Are all local rings Noetherian?

Are all local rings Noetherian?

In commutative algebra, a regular ring is a commutative Noetherian ring, such that the localization at every prime ideal is a regular local ring: that is, every such localization has the property that the minimal number of generators of its maximal ideal is equal to its Krull dimension.

Is Noetherian a local property?

A commutative ring R can be non-Noetherian and have all of its localisations at prime ideals Noetherian, such as the infamous ∏∞i=1Z/2. So being Noetherian is not a local property.

How do you prove a ring is local?

A ring is called local if it has a unique maximal ideal. (a) Prove that a ring R with 1 is local if and only if the set of non-unit elements of R is an ideal of R. (b) Let R be a ring with 1 and suppose that M is a maximal ideal of R. Prove that if every element of 1+M is a unit, then R is a local ring.

Why are local rings called local?

In abstract algebra, more specifically ring theory, local rings are certain rings that are comparatively simple, and serve to describe what is called “local behaviour”, in the sense of functions defined on varieties or manifolds, or of algebraic number fields examined at a particular place, or prime.

Is being finitely generated a local property?

The property of being finitely generated is local.

What is Noetherian induction?

From Encyclopedia of Mathematics. A reasoning principle applicable to a partially ordered set in which every non-empty subset contains a minimal element; for example, the set of closed subsets in some Noetherian space.

Is Za local ring?

A local ring is a ring with exactly one maximal ideal. The maximal ideal is often denoted \mathfrak m_ R in this case. We often say “let (R, \mathfrak m, \kappa ) be a local ring” to indicate that R is local, \mathfrak m is its unique maximal ideal and \kappa = R/\mathfrak m is its residue field.

How do you prove a local ring?

Proposition: Let A be a ring and m≠(1) an ideal of A such that every x∈A−m is a unit in A. Then A is a local ring and m its maximal ideal. Proof on book: every ideal ≠(1) consist of non-units, hence is contained in m. Hence m is the only maximal ideal of A.

Is a Noetherian ring finitely generated?

Since R is a Noetherian ring, J is a finitely generated ideal in R, and that finite generating set for J reduces to a generating set for J/I as an ideal of R/I.

Is a finitely generated?

In algebra, a finitely generated group is a group G that has some finite generating set S so that every element of G can be written as the combination (under the group operation) of finitely many elements of the finite set S and of inverses of such elements.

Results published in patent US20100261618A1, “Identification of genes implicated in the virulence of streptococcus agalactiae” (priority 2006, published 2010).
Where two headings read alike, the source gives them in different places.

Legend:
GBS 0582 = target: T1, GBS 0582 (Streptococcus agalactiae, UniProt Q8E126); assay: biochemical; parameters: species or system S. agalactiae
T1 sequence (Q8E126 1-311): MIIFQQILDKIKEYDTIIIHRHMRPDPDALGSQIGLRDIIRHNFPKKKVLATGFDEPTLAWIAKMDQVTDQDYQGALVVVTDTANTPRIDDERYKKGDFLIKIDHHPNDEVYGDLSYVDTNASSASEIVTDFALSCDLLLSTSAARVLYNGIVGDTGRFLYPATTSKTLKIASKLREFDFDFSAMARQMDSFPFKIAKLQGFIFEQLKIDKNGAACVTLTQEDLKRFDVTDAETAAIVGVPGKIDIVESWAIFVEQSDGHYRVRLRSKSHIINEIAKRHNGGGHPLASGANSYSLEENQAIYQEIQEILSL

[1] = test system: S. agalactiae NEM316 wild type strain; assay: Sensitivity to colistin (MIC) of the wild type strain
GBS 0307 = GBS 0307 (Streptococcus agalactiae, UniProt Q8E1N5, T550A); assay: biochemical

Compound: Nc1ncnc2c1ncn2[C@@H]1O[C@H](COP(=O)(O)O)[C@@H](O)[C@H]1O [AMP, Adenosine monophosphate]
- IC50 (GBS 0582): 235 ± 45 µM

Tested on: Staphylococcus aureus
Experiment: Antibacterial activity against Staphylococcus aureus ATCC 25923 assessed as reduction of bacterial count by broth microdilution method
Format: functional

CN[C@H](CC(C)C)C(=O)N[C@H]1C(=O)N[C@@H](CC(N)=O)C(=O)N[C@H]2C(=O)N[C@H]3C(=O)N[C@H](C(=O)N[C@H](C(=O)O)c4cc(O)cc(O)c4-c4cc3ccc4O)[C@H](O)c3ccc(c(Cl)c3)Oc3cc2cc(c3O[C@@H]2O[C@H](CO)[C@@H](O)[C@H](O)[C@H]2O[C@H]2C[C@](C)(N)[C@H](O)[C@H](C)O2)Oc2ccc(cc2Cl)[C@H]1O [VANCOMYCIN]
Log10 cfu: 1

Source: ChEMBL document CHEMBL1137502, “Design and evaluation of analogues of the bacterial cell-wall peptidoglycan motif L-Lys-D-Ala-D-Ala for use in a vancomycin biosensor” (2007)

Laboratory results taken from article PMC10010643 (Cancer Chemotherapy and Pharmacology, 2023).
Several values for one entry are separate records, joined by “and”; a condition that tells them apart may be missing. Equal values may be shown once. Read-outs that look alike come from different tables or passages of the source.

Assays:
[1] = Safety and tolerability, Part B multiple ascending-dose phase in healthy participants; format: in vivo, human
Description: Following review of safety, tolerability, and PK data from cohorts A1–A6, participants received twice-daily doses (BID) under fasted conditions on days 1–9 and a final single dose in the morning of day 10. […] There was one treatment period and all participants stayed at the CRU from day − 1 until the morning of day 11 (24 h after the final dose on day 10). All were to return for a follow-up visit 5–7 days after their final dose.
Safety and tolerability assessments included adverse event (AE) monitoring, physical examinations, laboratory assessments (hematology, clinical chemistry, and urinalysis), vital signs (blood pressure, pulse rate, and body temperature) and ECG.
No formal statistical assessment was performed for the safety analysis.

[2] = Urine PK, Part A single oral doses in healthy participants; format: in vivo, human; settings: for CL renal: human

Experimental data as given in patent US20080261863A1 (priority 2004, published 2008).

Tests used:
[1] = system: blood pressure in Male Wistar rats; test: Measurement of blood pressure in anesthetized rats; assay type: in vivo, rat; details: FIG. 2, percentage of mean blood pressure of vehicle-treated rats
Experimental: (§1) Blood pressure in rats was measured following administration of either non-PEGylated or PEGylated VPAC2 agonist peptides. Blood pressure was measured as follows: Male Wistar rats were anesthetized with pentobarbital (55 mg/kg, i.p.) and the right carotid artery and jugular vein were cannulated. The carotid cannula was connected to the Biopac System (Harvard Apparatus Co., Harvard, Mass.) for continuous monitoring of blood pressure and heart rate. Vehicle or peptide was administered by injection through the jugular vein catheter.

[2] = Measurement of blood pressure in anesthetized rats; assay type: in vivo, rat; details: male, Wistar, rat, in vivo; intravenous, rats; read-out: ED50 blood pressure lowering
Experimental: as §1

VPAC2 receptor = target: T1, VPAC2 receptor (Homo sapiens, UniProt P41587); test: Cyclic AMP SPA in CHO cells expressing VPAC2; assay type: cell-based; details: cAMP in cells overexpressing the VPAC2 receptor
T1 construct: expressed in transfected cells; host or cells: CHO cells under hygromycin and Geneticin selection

How do you prove a ring is Noetherian?

Proposition. If A is a Noetherian ring and f : A → B makes B an A-algebra so that B is a finitely generated A-module under the multiplication a.b = f(a)b, then B is a Noetherian ring.

What does Noetherian mean?

In mathematics, the adjective Noetherian is used to describe objects that satisfy an ascending or descending chain condition on certain kinds of subobjects, meaning that certain ascending or descending sequences of subobjects must have finite length.

Is polynomial ring local?

Any field or valuation ring is local. The ring of formal power series k[[X1…Xn]] over a field k or over any local ring is local. On the other hand, the polynomial ring k[X1…Xn] with n≥1 is not local.

Why is it called a local ring?

Is Z X a Noetherian ring?

The ring Z[X,1/X] is Noetherian since it is isomorphic to Z[X, Y ]/(XY − 1).

Is every Artinian module Noetherian?

A module is Artinian (respectively Noetherian) if and only if it is so over its ring of homotheties. An infinite direct sum of non-zero modules is neither Artinian nor Noetherian. A vector space is Artinian (respectively Noetherian) if and only if its dimension is finite.

What does finitely mean?

having bounds or limits; not infinite; measurable.

Why are Noetherian rings important?

One big reason why they are important is that if R is noetherian the R[X] is also noetherian which then helps us see that any infinite set of polynomial equations may be associated to a finite set of polynomial equations with precisely the same solution set (the solution set of a collection of polynomials in n …

Which of the following ring is neither Noetherian nor Artinian?

The ring F[X1,X2, . . . ] of polynomials over F in infinitely many variables is neither Artinian nor Noetherian. A descending chain of ideals that does not stabilize is constructed as in Example 3, and an ascending chain of ideals that does not stabilize is (X1) ⊂ (X1,X2) ⊂ (X1,X2,X3) ⊂ . . . . 5.

Is Za Noetherian ring?

(b) The ring Z is Noetherian: if we had a strictly increasing chain of ideals I0 ⊊ I1 ⊊ I2 ⊊ ททท in Z, then certainly I1 = 0, and thus I1 = (a) for some non-zero a ∈ Z. But there are only finitely many ideals in Z that contain I1 since they correspond to ideals of the finite ring Z/(a) by Lemma 1.21.